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Exp Cell Res. 1991 Dec;197(2):229-33.

Blasticidin S-resistance gene (bsr): a novel selectable marker for mammalian cells.

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Cellular Physiology, Laboratory RIKEN Institute, Saitama, Japan.

Erratum in

  • Exp Cell Res 1993 Feb;204(2):388.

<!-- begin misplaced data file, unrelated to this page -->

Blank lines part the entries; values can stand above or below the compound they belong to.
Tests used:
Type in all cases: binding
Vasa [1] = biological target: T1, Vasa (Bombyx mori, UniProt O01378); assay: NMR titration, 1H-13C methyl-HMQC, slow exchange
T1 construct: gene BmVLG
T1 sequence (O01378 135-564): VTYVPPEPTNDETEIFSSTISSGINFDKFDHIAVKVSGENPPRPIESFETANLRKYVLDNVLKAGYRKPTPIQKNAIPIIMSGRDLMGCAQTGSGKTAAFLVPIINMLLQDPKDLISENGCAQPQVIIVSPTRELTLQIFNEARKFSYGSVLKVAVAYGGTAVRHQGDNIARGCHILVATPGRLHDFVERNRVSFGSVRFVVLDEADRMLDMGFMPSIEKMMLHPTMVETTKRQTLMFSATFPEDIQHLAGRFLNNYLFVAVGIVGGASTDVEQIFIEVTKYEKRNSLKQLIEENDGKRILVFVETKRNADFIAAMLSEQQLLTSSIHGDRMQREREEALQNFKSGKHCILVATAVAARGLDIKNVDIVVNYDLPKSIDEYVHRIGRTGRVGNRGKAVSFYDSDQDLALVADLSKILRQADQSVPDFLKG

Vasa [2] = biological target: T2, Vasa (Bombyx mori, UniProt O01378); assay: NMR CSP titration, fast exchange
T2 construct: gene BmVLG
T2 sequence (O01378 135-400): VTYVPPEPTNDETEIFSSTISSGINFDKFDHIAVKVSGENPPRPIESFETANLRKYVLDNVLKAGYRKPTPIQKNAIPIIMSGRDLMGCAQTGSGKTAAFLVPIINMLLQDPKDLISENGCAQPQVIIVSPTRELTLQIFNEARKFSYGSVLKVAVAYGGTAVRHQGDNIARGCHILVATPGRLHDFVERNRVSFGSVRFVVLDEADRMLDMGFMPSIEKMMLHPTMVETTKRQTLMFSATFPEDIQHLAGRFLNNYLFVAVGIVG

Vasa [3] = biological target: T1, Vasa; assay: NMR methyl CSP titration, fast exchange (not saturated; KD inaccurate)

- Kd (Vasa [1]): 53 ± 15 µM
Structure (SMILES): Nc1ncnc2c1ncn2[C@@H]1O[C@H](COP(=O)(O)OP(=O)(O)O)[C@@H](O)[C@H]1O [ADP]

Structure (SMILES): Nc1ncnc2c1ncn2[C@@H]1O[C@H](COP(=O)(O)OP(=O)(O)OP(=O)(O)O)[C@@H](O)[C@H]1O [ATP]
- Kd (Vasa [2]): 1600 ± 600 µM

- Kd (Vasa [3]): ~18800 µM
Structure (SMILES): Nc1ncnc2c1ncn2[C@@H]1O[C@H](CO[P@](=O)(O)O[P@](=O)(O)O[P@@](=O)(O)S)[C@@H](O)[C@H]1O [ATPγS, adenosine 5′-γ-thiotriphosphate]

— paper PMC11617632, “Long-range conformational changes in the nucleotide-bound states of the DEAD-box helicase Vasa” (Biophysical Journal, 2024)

Blasticidin S is a microbial antibiotic that inhibits protein synthesis in both prokaryotes and eukaryotes. The blasticidin S-resistance gene (bsr), isolated from Bacillus cereus K55-S1 strain, was inserted into pSV2 plasmid vector and introduced into cultured mammalian cells by transfection. The bsr gene was integrated into the genome and conferred blasticidin S resistance on HeLa cells. The transfection frequency of the bsr gene was as high as that of the aminoglycoside phosphotransferase gene, the so-called neo gene, which is a representative selectable marker for mammalian cells. Transfectants in which several copies of bsr had been integrated into the genome were highly resistant to blasticidin S. Furthermore, blasticidin S killed the cells more rapidly than G418, which is conventionally used as a selective drug for the neo gene. Thus bsr is concluded to be useful as a drug-resistance marker for mammalian cells.

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